A group of concerned residents of Mumbai met and submitted suggestions to a Mumbai’s civic body official, regarding the issue of air pollution in the city.
Actor and environmentalist Dia Mirza along with convener of Awaaz Foundation Sumaira Abdulali; campaigns director, Bombay Environment Action Group Hema Ramani; and Waatavaran Foundation members Shruti Panchal and Rasika Nachankar met Sanjeev Kumar, Additional Municipal Commissioner (West), Brihanmumbai Municipal Corporation (BMC) on April 3.
They discussed issues ranging from construction and demolition of waste, solid waste management, and the need for an institutional framework, for tackling air pollution at the ground level in Mumbai. They emphasised the need for a 10-year action plan apart from short term measures, to curb severe health risks posed by Mumbai’s high levels of air pollution.
Some of the ideas proposed at the meeting by Ms. Mirza and members of Clean Air Mumbai— a network of citizens and civil society groups— were reducing vehicle emissions, promoting public transportation, encouraging the use of clean energy sources, the establishment of public health advisories at the ward level especially for children and the elderly, as highlighted by the BMC in its Budget.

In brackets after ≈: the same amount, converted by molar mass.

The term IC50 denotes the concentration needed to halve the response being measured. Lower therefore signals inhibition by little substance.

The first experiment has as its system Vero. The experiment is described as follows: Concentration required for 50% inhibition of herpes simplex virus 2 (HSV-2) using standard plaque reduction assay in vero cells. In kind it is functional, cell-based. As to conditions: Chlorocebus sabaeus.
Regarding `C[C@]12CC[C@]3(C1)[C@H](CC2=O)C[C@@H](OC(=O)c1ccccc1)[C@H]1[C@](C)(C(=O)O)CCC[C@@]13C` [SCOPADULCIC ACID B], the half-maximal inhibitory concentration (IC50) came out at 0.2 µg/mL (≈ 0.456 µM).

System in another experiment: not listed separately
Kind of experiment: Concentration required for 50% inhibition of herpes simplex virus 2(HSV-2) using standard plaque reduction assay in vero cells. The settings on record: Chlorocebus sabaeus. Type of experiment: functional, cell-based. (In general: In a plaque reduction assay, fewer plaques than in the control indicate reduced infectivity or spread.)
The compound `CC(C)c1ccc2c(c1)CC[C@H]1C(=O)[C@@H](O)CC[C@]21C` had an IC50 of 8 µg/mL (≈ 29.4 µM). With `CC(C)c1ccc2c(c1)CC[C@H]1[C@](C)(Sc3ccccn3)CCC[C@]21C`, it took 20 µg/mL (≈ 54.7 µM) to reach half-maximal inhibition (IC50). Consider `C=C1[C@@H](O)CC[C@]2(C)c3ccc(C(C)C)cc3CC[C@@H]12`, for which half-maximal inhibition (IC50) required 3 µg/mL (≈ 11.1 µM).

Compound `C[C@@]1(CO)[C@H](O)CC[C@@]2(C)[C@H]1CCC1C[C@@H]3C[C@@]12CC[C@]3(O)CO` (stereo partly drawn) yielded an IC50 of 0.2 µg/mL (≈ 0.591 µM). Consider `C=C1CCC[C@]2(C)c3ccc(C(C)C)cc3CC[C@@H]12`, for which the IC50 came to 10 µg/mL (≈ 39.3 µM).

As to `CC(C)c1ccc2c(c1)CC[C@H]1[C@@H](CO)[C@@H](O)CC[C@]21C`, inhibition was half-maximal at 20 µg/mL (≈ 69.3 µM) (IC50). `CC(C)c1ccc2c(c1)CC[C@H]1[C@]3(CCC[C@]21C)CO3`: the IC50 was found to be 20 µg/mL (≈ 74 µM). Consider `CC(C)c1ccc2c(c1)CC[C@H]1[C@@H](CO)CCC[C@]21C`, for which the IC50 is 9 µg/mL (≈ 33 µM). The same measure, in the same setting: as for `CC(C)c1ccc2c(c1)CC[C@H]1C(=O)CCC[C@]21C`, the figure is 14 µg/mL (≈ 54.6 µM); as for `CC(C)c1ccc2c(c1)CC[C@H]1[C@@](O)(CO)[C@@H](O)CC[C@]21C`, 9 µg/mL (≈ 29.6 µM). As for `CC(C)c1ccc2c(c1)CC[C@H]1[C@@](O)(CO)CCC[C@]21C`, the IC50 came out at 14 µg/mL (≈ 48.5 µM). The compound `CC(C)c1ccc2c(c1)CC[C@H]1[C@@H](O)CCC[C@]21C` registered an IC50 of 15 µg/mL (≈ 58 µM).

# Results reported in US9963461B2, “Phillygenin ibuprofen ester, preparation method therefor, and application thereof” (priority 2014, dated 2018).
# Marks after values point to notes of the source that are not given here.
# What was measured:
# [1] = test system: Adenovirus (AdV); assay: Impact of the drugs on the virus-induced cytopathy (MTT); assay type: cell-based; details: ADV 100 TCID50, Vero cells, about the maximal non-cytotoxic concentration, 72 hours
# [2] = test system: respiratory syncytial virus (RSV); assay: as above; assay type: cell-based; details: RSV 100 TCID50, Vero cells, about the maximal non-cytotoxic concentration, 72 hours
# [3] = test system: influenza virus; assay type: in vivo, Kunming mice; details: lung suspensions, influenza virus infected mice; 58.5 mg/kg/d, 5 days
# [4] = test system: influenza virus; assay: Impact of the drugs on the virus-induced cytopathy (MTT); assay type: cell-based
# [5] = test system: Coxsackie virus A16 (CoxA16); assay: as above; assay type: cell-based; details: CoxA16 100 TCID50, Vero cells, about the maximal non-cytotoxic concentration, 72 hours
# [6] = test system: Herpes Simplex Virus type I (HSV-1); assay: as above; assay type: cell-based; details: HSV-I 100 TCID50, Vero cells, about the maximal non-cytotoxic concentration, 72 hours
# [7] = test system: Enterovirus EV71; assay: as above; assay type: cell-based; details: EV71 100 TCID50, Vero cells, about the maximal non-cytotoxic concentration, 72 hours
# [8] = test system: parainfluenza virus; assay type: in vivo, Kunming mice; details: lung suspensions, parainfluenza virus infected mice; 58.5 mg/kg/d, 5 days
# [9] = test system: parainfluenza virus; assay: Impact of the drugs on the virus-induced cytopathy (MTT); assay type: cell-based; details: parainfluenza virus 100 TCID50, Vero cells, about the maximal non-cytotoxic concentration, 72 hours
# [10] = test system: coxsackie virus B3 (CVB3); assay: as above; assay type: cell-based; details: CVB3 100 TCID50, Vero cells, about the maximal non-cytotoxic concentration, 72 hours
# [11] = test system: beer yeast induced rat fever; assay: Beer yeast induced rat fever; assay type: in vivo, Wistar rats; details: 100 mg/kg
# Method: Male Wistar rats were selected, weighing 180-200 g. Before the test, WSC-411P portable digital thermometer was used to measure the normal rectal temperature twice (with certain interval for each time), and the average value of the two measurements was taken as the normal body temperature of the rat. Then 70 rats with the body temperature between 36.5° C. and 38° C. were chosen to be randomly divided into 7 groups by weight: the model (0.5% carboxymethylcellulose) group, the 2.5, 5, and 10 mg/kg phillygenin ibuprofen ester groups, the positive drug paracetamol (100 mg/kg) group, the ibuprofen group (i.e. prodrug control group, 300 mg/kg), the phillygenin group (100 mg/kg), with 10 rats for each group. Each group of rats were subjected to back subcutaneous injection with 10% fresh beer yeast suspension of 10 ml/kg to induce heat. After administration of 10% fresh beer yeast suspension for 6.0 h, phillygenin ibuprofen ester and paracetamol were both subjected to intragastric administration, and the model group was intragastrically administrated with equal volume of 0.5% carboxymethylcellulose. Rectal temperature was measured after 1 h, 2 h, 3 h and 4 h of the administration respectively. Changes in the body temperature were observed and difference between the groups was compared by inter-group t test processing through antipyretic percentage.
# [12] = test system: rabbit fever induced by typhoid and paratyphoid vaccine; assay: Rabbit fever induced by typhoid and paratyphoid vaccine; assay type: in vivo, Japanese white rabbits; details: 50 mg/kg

Ms. Mirza said, “Reports have established that air pollution stunts children’s brain development, and even causes cancer. The amount of particulate matter in the air is at an all-time high, and other pollutants continue to vitiate the air we are breathing.”
Air quality worse
As per a report by Professor Gufran Baig, chair professor, National Institute of Advanced Studies, “From November 2022 to February 2023, Mumbai’s air quality was noticeably worse than in many prior years. From November to January, out of 92 winter days, Mumbai observed 66 poor and very poor air quality days as compared to just 28 in the past three years’ average.”
“Many redevelopment and construction projects are operational across the city. So the increase is due to intensifying emissions at the source, which under the normal scenario of PM2.5, largely consists of 31% (transport), 20% (industries), and 15% (re-suspended dust), besides other smaller sources,” stated the report.
“Reports have established that air pollution stunts children’s brain development, and even causes cancer”Dia MirzaActor and environmentalist